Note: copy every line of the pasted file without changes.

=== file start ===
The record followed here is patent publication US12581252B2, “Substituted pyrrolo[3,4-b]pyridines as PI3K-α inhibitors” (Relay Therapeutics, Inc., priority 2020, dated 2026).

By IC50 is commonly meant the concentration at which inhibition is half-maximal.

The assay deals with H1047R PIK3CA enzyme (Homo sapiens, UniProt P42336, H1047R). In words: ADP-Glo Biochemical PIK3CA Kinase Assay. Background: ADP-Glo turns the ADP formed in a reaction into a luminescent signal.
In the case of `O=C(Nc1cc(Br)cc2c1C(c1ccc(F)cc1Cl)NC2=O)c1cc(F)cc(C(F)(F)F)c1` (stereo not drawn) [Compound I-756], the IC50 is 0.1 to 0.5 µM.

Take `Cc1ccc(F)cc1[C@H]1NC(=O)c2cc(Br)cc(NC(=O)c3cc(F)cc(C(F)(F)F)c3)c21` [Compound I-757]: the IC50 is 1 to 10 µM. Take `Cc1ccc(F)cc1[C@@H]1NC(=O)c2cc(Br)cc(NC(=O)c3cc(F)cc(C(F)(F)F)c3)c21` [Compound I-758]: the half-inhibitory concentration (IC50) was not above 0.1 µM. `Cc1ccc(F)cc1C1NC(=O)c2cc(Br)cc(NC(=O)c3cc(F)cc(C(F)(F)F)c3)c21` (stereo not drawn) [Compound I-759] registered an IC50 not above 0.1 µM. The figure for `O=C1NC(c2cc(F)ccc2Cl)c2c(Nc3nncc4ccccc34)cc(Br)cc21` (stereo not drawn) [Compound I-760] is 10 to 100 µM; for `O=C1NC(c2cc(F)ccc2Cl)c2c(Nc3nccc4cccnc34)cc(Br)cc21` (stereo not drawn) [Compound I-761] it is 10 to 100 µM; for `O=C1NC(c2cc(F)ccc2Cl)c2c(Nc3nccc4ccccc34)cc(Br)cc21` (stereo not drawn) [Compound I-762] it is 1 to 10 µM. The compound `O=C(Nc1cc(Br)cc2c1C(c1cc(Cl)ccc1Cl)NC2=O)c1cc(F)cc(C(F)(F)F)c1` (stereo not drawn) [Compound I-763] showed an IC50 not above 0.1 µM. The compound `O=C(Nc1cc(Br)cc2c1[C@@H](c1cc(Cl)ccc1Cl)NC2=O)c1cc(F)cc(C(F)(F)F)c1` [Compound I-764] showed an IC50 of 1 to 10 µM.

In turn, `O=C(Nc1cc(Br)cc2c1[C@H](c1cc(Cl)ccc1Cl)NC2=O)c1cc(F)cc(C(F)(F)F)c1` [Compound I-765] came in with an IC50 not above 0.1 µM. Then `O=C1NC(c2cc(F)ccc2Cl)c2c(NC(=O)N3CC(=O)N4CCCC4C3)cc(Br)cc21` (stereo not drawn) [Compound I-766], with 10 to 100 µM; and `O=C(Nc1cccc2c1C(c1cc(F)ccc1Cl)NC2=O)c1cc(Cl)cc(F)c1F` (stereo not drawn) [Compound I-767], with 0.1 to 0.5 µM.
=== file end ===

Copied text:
The record followed here is patent publication US12581252B2, “Substituted pyrrolo[3,4-b]pyridines as PI3K-α inhibitors” (Relay Therapeutics, Inc., priority 2020, dated 2026).

By IC50 is commonly meant the concentration at which inhibition is half-maximal.

The assay deals with H1047R PIK3CA enzyme (Homo sapiens, UniProt P42336, H1047R). In words: ADP-Glo Biochemical PIK3CA Kinase Assay. Background: ADP-Glo turns the ADP formed in a reaction into a luminescent signal.
In the case of `O=C(Nc1cc(Br)cc2c1C(c1ccc(F)cc1Cl)NC2=O)c1cc(F)cc(C(F)(F)F)c1` (stereo not drawn) [Compound I-756], the IC50 is 0.1 to 0.5 µM.

Take `Cc1ccc(F)cc1[C@H]1NC(=O)c2cc(Br)cc(NC(=O)c3cc(F)cc(C(F)(F)F)c3)c21` [Compound I-757]: the IC50 is 1 to 10 µM. Take `Cc1ccc(F)cc1[C@@H]1NC(=O)c2cc(Br)cc(NC(=O)c3cc(F)cc(C(F)(F)F)c3)c21` [Compound I-758]: the half-inhibitory concentration (IC50) was not above 0.1 µM. `Cc1ccc(F)cc1C1NC(=O)c2cc(Br)cc(NC(=O)c3cc(F)cc(C(F)(F)F)c3)c21` (stereo not drawn) [Compound I-759] registered an IC50 not above 0.1 µM. The figure for `O=C1NC(c2cc(F)ccc2Cl)c2c(Nc3nncc4ccccc34)cc(Br)cc21` (stereo not drawn) [Compound I-760] is 10 to 100 µM; for `O=C1NC(c2cc(F)ccc2Cl)c2c(Nc3nccc4cccnc34)cc(Br)cc21` (stereo not drawn) [Compound I-761] it is 10 to 100 µM; for `O=C1NC(c2cc(F)ccc2Cl)c2c(Nc3nccc4ccccc34)cc(Br)cc21` (stereo not drawn) [Compound I-762] it is 1 to 10 µM. The compound `O=C(Nc1cc(Br)cc2c1C(c1cc(Cl)ccc1Cl)NC2=O)c1cc(F)cc(C(F)(F)F)c1` (stereo not drawn) [Compound I-763] showed an IC50 not above 0.1 µM. The compound `O=C(Nc1cc(Br)cc2c1[C@@H](c1cc(Cl)ccc1Cl)NC2=O)c1cc(F)cc(C(F)(F)F)c1` [Compound I-764] showed an IC50 of 1 to 10 µM.

In turn, `O=C(Nc1cc(Br)cc2c1[C@H](c1cc(Cl)ccc1Cl)NC2=O)c1cc(F)cc(C(F)(F)F)c1` [Compound I-765] came in with an IC50 not above 0.1 µM. Then `O=C1NC(c2cc(F)ccc2Cl)c2c(NC(=O)N3CC(=O)N4CCCC4C3)cc(Br)cc21` (stereo not drawn) [Compound I-766], with 10 to 100 µM; and `O=C(Nc1cccc2c1C(c1cc(F)ccc1Cl)NC2=O)c1cc(Cl)cc(F)c1F` (stereo not drawn) [Compound I-767], with 0.1 to 0.5 µM.